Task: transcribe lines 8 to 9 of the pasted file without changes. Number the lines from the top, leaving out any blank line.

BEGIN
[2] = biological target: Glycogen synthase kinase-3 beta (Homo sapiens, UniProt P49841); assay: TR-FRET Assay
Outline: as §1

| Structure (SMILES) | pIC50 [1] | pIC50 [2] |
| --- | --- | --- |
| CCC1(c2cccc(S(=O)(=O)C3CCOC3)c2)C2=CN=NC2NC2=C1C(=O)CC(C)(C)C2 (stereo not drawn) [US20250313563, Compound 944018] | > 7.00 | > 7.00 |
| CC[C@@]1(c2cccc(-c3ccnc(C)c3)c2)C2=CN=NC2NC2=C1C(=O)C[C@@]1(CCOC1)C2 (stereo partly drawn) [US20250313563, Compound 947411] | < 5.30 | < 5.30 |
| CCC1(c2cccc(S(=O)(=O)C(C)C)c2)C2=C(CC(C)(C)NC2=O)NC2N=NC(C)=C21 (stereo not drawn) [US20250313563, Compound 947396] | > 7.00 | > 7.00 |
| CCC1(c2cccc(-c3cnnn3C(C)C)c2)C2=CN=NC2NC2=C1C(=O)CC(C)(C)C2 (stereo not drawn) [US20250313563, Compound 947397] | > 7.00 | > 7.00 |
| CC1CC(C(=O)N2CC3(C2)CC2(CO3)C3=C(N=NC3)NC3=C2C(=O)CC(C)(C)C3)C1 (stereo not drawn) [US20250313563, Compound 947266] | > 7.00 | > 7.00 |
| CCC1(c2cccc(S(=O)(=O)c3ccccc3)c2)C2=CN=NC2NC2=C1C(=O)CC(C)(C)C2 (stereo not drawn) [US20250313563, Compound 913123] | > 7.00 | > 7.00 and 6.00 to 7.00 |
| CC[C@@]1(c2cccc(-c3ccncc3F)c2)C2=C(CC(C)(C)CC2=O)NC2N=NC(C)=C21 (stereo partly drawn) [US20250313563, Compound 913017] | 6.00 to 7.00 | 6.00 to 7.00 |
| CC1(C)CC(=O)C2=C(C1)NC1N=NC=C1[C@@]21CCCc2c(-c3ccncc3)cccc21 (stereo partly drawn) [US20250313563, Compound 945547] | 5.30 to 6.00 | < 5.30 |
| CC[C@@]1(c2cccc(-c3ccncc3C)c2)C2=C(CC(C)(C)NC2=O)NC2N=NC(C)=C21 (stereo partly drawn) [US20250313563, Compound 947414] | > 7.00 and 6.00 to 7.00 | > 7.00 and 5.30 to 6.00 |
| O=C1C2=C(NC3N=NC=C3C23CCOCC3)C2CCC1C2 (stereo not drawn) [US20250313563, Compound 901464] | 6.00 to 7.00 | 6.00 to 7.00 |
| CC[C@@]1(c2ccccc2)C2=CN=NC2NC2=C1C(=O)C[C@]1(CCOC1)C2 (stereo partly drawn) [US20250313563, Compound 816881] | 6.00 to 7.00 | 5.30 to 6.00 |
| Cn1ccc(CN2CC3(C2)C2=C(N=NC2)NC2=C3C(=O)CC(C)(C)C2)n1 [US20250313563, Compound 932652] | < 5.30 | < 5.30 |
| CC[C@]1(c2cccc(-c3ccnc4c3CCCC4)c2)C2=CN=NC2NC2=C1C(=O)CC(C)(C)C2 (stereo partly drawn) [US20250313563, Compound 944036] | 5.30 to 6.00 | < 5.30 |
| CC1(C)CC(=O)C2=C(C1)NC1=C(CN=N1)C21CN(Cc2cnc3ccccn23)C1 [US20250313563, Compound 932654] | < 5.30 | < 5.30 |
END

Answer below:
| CCC1(c2cccc(-c3cnnn3C(C)C)c2)C2=CN=NC2NC2=C1C(=O)CC(C)(C)C2 (stereo not drawn) [US20250313563, Compound 947397] | > 7.00 | > 7.00 |
| CC1CC(C(=O)N2CC3(C2)CC2(CO3)C3=C(N=NC3)NC3=C2C(=O)CC(C)(C)C3)C1 (stereo not drawn) [US20250313563, Compound 947266] | > 7.00 | > 7.00 |